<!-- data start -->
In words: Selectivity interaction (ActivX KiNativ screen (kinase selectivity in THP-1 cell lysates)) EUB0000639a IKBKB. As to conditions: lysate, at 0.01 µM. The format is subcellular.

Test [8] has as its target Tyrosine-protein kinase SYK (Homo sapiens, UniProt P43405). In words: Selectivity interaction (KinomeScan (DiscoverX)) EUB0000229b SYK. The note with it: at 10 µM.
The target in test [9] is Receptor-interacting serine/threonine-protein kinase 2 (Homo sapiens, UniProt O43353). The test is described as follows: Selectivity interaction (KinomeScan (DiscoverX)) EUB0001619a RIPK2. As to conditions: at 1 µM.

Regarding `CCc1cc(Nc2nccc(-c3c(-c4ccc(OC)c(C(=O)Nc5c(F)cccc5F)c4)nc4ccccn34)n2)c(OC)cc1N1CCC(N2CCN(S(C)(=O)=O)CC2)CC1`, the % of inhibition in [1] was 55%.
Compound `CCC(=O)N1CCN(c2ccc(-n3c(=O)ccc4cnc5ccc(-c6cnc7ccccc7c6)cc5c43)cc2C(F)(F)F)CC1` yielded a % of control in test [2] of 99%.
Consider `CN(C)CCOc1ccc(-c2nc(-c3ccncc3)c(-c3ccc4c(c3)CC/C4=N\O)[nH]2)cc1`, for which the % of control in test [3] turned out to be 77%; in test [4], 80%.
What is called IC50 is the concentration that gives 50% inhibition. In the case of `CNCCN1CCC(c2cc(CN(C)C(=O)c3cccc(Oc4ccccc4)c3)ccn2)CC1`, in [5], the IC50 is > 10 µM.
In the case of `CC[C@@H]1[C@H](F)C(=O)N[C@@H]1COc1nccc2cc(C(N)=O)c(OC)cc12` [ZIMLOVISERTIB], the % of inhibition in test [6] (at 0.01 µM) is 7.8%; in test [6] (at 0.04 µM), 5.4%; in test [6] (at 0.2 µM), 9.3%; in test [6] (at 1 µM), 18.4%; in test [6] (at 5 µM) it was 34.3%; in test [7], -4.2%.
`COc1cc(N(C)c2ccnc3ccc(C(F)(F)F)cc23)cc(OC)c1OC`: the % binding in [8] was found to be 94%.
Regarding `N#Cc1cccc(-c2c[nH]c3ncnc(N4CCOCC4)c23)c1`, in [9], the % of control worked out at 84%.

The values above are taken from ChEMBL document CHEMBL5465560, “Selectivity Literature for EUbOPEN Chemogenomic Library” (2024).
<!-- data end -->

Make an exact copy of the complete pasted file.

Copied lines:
In words: Selectivity interaction (ActivX KiNativ screen (kinase selectivity in THP-1 cell lysates)) EUB0000639a IKBKB. As to conditions: lysate, at 0.01 µM. The format is subcellular.

Test [8] has as its target Tyrosine-protein kinase SYK (Homo sapiens, UniProt P43405). In words: Selectivity interaction (KinomeScan (DiscoverX)) EUB0000229b SYK. The note with it: at 10 µM.
The target in test [9] is Receptor-interacting serine/threonine-protein kinase 2 (Homo sapiens, UniProt O43353). The test is described as follows: Selectivity interaction (KinomeScan (DiscoverX)) EUB0001619a RIPK2. As to conditions: at 1 µM.

Regarding `CCc1cc(Nc2nccc(-c3c(-c4ccc(OC)c(C(=O)Nc5c(F)cccc5F)c4)nc4ccccn34)n2)c(OC)cc1N1CCC(N2CCN(S(C)(=O)=O)CC2)CC1`, the % of inhibition in [1] was 55%.
Compound `CCC(=O)N1CCN(c2ccc(-n3c(=O)ccc4cnc5ccc(-c6cnc7ccccc7c6)cc5c43)cc2C(F)(F)F)CC1` yielded a % of control in test [2] of 99%.
Consider `CN(C)CCOc1ccc(-c2nc(-c3ccncc3)c(-c3ccc4c(c3)CC/C4=N\O)[nH]2)cc1`, for which the % of control in test [3] turned out to be 77%; in test [4], 80%.
What is called IC50 is the concentration that gives 50% inhibition. In the case of `CNCCN1CCC(c2cc(CN(C)C(=O)c3cccc(Oc4ccccc4)c3)ccn2)CC1`, in [5], the IC50 is > 10 µM.
In the case of `CC[C@@H]1[C@H](F)C(=O)N[C@@H]1COc1nccc2cc(C(N)=O)c(OC)cc12` [ZIMLOVISERTIB], the % of inhibition in test [6] (at 0.01 µM) is 7.8%; in test [6] (at 0.04 µM), 5.4%; in test [6] (at 0.2 µM), 9.3%; in test [6] (at 1 µM), 18.4%; in test [6] (at 5 µM) it was 34.3%; in test [7], -4.2%.
`COc1cc(N(C)c2ccnc3ccc(C(F)(F)F)cc23)cc(OC)c1OC`: the % binding in [8] was found to be 94%.
Regarding `N#Cc1cccc(-c2c[nH]c3ncnc(N4CCOCC4)c23)c1`, in [9], the % of control worked out at 84%.

The values above are taken from ChEMBL document CHEMBL5465560, “Selectivity Literature for EUbOPEN Chemogenomic Library” (2024).